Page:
Mince pie baked Pop Tarts

A hybrid of sweet buttery shortbread and wickedly spiced mince, these pop tarts by Tess Ward make a great gift or treat to take into the office at Christmas.

Mince pie baked Pop Tarts

Inspired by Sainsbury’s who aim to give those with ‘specific diets’ access to tasty recipes this Christmas, I have partnered with them to create these scrumdiddlyumptious pop tarts.

They are made of the same components as mince pies but are assembled in a way that is much easier to make. There is no need for fiddly muffin cases or little star cutters (or any kitsch accessorising). Everything can be found in local shops, so there is no excuse not to really…

In the absence of wheat, I have opted to use spelt which is an ancient grain flour. It still contains gluten so working with the dough is much easier. If you aren’t such a fan of the dried fruit option, this recipe also works just as well with different fillings such as fruit jams, caramel or chocolate spread. 

Mince pie baked Pop Tarts


 If you want to make this gluten free, you can use a gluten free flour blend instead – just swap it for a FreeFrom flour and add 1/4 teaspoon xanthum gum, one egg yolk into the shortcrust mix to help bring the dough together. You will also need to reduce the water quantity to 3 tablespoons.

Recipe by Tess Ward (www.tessward.net)

Makes: 12

GF (option) MF

  • 250g/8oz white spelt flour, plus more for dusting (see above for gluten-free option)
  • pinch of salt
  • 110g/4oz butter, cubed
  • 100ml/5-6 tbsp cold water
  • about 300g mincemeat (see below for recipe)
  • 1 egg, beaten with a fork
  • 140g unrefined cane sugar
  • 2 tsp cinnamon 
  1. Put the flour and salt in a large bowl and add the cubes of butter. Use your fingertips to rub the butter into the flour until you have a mixture like wet sand. Try to work quickly so that the butter doesn’t melt.
  2.  Using a knife, stir in just enough of the cold water to bring the dough together, then divide it into two and wrap both in clingfilm. Place the two balls of dough in the fridge and chill for 20 minutes before using. 
  3. Unwrap the pastry and place on a lightly floured surface, and using a rolling pin and enough flour to prevent sticking (don’t overdo the flour) roll out the dough to a thickness of 2mm. Spoon on teaspoonful of mincemeat, spaced about 2.5cm apart. Brush round the mincemeat with a little of the egg mixture. Unwrap the second ball of pastry, and repeat the process, rolling it out to the same thickness. Carefully place it on top the mincemeat-dotted sheet.
  4. Press and shape the pastry around each dollop of mincemeat, squeezing out as much air as you can. Slice up the sheet into individual parcels using a sharp knife or pizza cutter. Prick each with a fork, and then seal the edges around each one by pressing with a fork. Place these parcels back in the fridge for 15 minutes.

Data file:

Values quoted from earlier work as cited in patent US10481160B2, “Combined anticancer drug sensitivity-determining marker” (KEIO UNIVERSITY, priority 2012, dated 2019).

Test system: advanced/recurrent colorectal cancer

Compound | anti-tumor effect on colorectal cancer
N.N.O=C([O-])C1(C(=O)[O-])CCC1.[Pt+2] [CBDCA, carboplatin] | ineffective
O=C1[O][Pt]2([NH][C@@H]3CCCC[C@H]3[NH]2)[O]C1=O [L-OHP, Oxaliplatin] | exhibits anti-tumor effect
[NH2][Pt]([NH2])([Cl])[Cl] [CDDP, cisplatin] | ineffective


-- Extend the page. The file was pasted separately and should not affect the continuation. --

5. Heat oven to 200C/180C fan/gas 6.
  6. Place the pop tarts onto baking trays, brush with a little more beaten egg and bake for 18-20 minutes until golden and crisp. While they are baking, mix together sugar and cinnamon on a plate. When done lift the pies, a few at a time, carefully into the sugar and gently turn to coat.
  7. Serve warm.
Mincemeat Recipe

Mincemeat in a jar

If you have the time, it is worth making your own mincemeat because you can tailor it to suit your taste or specific dietary requirements. This amount yields enough to fill the pop tarts for this recipe, but I would certainly recommend doubling the recipe and setting the jars of prepared mincemeat aside. They only get better as the flavour of the spices marinates with the dried fruit. The addition of a little brandy or rum is also a very welcome one.



Yields: 2 cups 

  • 1 large Braeburn or Cox apple, peeled and grated
  • 350g / 3 cups mixed sultanas, currants, raisins and chopped so organic apricots
  • Zest and juice of one orange
  • 50g / 1/3 cup light brown sugar
  • 4 tbsp butter, or grapeseed oil
  • ½ tsp cinnamon
  • ½ tsp ground nutmeg
  • ½ tsp ground ginger
  • 2-3 tbsp brandy or spiced rum (optional)
  1. Add all of the ingredients listed above, except the brandy to a large saucepan over medium heat. Stir to combine and cook over a low heat for 15 minutes, to break down the dried fruit and combine with the brown sugar. Take the saucepan off the heat and stir through the brandy, if using. 
  2. Decant the mixture into sterilised jars. Leave the mixture to cool with the lid slightly ajar, then secure tightly and store until you’re ready to use.
About the author

dsc04635-1024x655-1Tess Ward is a Le Cordon Bleu trained chef, food writer and author and food Consultant. Her recipes are easy, accessible to all busy bees and are designed simply to help optimise digestion, overall health and happiness. No restrictions, just the sort food you that makes recovering from a hangover that much faster. Her first cookbook ‘The Naked Diet’ celebrates unprocessed ‘naked’ ingredients, and this method of stripped back cooking with a riot of delicious dishes that count colours to nourish body and tastebuds.